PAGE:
Flawed Democracy, Part 3: A New Constitution?
Editor's note: This article is part III of a series by Alex de Ramon looking at the current state of our government and suggesting needed structural reforms to solve the many issues plaguing our democracy. Read the part I here and part II here.
So far in this series, I have examined the current government dysfunction that is paralyzing our nation and resulting in a “broken system”. I also compared our present situation with the intentions and designs of the Founding Fathers to show how drastically our system of government has changed since our Constitution was written. I believe that the problems with our federal government cannot be fixed by working within the system: the underlying problems are structural in nature and therefore can only be resolved by changing the structure of the system itself.
Trusting parties or politicians to reform “the system” is foolhardy. Even politicians who promise radical changes to the status quo, such as Donald Trump and Bernie Sanders, ultimately have legislative priorities that are often more pressing than the kind of radical reforms that they propose in their campaign rhetoric. They also face huge institutional barriers to enacting reforms: for example, it is easy for Sanders to call for a constitutional amendment that overturns Citizens United, but it would take an immense amount of effort and take much political capital to actually become an amendment.
Parties, on the other hand, are even less trustworthy to enact reforms. No matter what your individual allegiance, political parties exist to either gain or maintain power. Parties largely benefit from the status quo, especially the party in power. Their strategies for winning elections, creating platforms, passing legislation, etc. all depend upon the system continuing to exist as it currently does. And both Republicans and Democrats benefit hugely from the first-past-the-post electoral system in the US that forces small parties to the extreme fringes and results in a binary choice for voters.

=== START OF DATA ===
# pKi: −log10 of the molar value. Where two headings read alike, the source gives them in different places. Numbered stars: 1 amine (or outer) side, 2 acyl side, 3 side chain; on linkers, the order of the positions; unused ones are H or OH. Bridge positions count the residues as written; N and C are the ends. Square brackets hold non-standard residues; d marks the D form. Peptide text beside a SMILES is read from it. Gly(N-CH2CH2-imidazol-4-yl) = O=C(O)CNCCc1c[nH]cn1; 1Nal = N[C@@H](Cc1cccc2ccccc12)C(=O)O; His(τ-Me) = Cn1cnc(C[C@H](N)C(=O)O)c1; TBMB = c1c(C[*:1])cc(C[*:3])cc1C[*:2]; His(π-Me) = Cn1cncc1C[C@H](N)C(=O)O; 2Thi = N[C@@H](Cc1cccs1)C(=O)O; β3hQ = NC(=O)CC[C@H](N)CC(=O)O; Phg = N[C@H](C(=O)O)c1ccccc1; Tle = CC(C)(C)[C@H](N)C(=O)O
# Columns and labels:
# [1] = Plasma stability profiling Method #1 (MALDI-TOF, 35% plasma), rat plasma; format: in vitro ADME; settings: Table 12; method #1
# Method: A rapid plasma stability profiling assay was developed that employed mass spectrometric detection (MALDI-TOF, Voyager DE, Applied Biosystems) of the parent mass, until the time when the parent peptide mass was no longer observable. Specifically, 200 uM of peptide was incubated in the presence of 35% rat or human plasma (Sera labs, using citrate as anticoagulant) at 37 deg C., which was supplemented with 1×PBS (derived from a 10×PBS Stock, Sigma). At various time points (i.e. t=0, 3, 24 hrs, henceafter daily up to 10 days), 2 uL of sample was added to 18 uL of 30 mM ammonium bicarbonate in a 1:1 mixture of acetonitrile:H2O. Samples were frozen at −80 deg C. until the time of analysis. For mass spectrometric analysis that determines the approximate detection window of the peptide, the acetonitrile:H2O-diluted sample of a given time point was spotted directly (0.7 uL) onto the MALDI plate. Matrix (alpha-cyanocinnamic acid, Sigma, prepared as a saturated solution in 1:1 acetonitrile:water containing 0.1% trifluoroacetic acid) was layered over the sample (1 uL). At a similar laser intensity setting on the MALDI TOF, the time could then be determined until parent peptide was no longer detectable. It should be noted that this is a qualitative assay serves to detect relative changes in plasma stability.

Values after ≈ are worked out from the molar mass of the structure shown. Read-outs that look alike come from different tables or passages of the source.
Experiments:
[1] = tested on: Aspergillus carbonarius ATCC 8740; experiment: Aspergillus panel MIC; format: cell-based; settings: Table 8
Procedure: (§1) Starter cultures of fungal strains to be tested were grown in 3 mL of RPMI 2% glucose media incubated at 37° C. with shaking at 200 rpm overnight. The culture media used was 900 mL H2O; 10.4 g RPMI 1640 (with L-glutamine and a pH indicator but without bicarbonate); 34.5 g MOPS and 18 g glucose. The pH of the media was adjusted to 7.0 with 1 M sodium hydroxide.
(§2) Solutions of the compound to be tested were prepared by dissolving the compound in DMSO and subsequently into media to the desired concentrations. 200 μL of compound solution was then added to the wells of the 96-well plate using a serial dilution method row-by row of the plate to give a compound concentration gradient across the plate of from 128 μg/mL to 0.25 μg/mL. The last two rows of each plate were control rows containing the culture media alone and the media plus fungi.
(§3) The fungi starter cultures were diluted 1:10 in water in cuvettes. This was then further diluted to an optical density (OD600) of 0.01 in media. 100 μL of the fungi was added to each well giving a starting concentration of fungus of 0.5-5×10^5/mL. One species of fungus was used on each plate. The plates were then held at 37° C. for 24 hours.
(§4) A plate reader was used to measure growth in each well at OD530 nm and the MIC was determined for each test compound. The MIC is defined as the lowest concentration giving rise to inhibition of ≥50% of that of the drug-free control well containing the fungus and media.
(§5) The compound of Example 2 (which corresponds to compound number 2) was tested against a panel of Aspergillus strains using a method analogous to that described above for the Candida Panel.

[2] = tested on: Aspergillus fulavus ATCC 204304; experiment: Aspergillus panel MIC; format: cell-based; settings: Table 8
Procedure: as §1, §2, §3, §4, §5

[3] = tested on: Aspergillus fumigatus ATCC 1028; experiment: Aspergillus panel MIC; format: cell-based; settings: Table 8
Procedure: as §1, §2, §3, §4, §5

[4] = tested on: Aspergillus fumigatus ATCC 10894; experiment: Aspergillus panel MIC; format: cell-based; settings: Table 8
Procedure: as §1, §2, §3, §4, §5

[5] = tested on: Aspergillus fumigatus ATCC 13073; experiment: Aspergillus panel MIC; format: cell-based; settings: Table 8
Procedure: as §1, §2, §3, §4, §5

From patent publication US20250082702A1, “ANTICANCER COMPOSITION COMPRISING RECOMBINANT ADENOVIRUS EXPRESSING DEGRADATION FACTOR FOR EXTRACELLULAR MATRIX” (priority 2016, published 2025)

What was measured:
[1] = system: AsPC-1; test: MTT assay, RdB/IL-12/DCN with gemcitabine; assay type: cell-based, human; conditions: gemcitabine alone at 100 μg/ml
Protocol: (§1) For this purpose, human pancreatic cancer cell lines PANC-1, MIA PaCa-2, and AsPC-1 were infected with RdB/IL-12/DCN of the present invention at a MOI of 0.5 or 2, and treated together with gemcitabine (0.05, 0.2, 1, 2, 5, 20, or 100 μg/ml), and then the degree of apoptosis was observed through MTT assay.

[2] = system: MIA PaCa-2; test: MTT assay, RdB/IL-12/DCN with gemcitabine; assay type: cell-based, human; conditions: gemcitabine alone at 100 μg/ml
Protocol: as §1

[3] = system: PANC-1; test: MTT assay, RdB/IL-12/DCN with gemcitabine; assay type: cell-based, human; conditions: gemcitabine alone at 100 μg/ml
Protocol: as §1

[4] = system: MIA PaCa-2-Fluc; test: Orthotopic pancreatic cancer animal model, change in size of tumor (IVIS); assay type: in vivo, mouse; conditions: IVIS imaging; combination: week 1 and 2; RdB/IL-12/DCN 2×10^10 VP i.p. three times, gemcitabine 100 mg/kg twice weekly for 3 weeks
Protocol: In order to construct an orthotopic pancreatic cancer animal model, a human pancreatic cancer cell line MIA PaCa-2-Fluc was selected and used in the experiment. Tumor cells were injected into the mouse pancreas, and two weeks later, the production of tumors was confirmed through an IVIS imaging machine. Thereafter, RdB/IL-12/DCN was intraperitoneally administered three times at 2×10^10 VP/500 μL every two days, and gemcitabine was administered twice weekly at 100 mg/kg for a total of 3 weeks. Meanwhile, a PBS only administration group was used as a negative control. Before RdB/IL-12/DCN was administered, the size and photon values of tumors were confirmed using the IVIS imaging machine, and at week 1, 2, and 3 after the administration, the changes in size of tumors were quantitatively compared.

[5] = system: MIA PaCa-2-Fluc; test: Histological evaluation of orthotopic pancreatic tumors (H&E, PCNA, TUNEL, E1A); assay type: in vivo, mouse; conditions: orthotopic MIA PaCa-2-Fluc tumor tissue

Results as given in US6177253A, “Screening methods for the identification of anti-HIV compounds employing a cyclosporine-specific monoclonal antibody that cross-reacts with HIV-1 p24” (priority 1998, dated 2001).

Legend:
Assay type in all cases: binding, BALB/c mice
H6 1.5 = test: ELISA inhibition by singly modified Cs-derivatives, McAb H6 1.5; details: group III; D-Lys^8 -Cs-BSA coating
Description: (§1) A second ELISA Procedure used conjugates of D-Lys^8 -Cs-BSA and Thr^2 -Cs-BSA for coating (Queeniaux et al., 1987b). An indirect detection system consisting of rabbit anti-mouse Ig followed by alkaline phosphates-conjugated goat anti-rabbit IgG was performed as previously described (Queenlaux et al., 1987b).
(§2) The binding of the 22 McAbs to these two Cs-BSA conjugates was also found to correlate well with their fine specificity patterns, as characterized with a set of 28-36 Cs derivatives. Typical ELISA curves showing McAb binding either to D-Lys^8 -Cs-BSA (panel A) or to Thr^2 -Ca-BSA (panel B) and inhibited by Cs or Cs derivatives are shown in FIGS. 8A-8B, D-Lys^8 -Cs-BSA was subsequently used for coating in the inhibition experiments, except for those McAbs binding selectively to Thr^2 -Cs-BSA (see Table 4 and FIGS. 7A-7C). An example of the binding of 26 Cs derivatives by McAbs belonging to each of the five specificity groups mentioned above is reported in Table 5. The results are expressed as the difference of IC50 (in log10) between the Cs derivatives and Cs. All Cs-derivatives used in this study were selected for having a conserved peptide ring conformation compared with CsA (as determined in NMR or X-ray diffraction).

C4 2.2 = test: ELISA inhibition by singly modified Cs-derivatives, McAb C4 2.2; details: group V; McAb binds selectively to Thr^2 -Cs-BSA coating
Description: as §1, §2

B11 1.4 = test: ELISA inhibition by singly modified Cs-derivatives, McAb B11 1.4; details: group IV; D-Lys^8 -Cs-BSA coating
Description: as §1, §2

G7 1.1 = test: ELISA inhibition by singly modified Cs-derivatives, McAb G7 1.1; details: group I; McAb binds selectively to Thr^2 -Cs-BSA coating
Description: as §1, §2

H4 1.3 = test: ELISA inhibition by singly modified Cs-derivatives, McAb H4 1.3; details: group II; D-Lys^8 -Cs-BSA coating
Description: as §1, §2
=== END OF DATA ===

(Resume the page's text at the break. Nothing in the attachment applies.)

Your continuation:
In essence, then, the many reforms that need to be made can only truly happen in one of two ways: a new Constitution, or a new set of Amendments that could be called a new “Bill of Rights”. In either case, the steps taken to ensure these reforms would be fairly drastic. But I would argue that change is necessary. Americans as a whole are dissatisfied with their government and the complete inability of the parties to work together and confront the actual issues. Although it seems like most every area of public policy needs attention, from infrastructure spending to health care, immigration, and the criminal justice system, it seems that we have little to show for the constant election cycles that come and go.
If we cannot trust politicians to act in a mature or bipartisan way, the system must encourage or directly lead to this kind of behavior.
Of course, governing should not be easy. New policies and reforms should only be enacted because they are beneficial to a wide variety of groups and have public approval. But the situation is drastic enough to warrant dramatic change. Increasingly, political leaders from across the spectrum have begun to question the effectiveness of American democracy. Jimmy Carter has stated that the US government now more closely resembles an oligarchy. On the other side, the recent failure of the AHCA prompted Maine Governor Paul LePage to comment that “I think we’re heading into a constitutional crisis…I’m really, really concerned that the federal government is broken and I think probably beyond repair.”